Dr. Michael Forster

Social Work graduates are prepared to lead positive change

The School of Social Work held pre-commencement pinning and hooding ceremonies last week at the Trent Lott Center.  Following is part of my address to the graduates:

Do we – does the state of Miss, does the U.S. of A., does the world – need social workers today?  You bet!  In fact, the need for social workers fired by the mission to change the world for the better, and armed with the tools to do it, has never been greater.  The challenges facing us are – without exaggeration – enormous.  Poverty rates are soaring, unemployment remains far, far too high, homelessness and hunger are widespread.  The wealth inequality gap in the U.S. is greater today than any time since the 1890s.  In Mississippi, fully 1/3 of our children – disproportionately children of color – live in poverty.  Hundreds of thousands of our citizens go without accessible and affordable health care, with strong political resistance to taking advantage of opportunities to extend it to the poor and the near-poor.  “Safety net” services have been cut, cut, and cut again, as the result of a long-running public budget crisis.  Individuals, families, and communities are stressed as available support and resources diminish.  And politicians pushing for “austerity” measures would further shred our already tattered social safety net.

That’s the bad news.  But fortunately there is good news too .  The good news is that across the country (and the world), we see progressive movement and reaction, even resistance, to much of the bad stuff happening.  We see challenges to cuts that hurt the poor and disadvantaged.  We hear new criticisms of “corporate welfare,” and calls for Wall Street bank accountability.  We see demonstrations against destruction of the environment, new and well organized efforts to raise the minimum wage, to extend unemployment benefits, to increase health care access.  We even see very innovative and creative efforts to “reinvent” community and political economy – to form housing cooperatives, for example, and self-reliant economic arrangements of various sorts, to establish democratically run worker-owned businesses, to repossess public land for common purposes, to produce food and energy on a localized basis so that communities can “go green” on their own.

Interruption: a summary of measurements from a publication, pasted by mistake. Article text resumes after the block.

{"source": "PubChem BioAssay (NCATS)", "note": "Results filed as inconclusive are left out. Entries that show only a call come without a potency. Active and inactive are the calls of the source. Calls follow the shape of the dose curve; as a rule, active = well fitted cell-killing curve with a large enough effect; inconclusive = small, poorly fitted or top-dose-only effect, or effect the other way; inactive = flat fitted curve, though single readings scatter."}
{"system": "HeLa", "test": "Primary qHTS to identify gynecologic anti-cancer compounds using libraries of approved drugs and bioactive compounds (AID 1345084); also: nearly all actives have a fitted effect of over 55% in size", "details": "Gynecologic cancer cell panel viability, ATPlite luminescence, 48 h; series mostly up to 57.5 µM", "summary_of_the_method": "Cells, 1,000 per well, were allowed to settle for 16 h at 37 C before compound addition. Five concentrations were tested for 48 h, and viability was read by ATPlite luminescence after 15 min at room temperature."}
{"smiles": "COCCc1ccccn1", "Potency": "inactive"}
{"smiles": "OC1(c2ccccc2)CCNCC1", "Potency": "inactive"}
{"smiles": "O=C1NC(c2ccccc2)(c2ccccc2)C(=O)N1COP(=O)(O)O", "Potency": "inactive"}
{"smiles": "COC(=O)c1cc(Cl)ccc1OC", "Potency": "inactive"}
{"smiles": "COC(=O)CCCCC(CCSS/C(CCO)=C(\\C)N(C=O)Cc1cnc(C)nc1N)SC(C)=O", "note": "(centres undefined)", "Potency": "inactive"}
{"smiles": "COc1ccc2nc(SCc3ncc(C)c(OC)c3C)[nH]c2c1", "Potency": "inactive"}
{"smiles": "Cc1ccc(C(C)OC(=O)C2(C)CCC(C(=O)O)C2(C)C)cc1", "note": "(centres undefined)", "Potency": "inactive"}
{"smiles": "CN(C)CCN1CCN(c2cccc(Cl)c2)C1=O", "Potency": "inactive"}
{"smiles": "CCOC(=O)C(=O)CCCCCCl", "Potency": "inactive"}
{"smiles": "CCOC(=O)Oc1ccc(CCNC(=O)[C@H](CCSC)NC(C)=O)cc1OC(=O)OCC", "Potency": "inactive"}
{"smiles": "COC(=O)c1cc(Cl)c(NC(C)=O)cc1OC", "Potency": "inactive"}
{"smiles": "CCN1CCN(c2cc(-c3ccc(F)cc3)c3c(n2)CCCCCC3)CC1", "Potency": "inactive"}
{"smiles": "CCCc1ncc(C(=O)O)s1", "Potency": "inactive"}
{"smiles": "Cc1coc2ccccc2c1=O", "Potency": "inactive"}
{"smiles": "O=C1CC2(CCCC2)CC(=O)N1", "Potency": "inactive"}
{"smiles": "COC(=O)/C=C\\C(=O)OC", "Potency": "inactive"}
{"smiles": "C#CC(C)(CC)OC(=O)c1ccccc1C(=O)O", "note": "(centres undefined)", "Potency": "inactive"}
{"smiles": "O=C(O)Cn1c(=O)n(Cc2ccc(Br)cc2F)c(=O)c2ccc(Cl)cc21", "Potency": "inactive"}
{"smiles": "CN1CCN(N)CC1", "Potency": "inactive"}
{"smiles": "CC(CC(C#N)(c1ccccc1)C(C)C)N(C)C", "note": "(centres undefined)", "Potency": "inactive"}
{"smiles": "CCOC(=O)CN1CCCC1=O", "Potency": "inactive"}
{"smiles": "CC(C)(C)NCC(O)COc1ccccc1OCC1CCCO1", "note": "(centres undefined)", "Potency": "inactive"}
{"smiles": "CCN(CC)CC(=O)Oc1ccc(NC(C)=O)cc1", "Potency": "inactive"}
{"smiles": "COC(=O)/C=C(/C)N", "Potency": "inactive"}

This is all good, and social workers need to be involved, deeply involved.  Social work needs to be part of progressive movements to democratize, to share wealth, to re-include and empower the excluded, to save the planet from ecological degradation. Indeed, why shouldn’t social workers go beyond just being involved, to take the lead in movements to build a more fair, just, and sustainable world?  It is our heritage and our responsibility to do so, is it not?

Graduates, this is your charge, to stand up and stand out, to lead in making progressive change. It is a heavy charge, but I have no doubt you are up to the task.  Why, otherwise, would you have chosen this profession to start with?  And why, just as importantly, would the profession have chosen you? Yes, I say chosen you – because social work is not so much a job as it is a vocation, and that is how it is with vocations – they choose you as much you choose them; they issue the call, and you decide only to answer or not.  Clearly, social work – the greatest profession – has called you, and you have chosen to answer; you would not, otherwise, be here tonight, prepared to “commence” to the next phase of your professional life.


Dr. Michael Forster
Dr. Michael Forster

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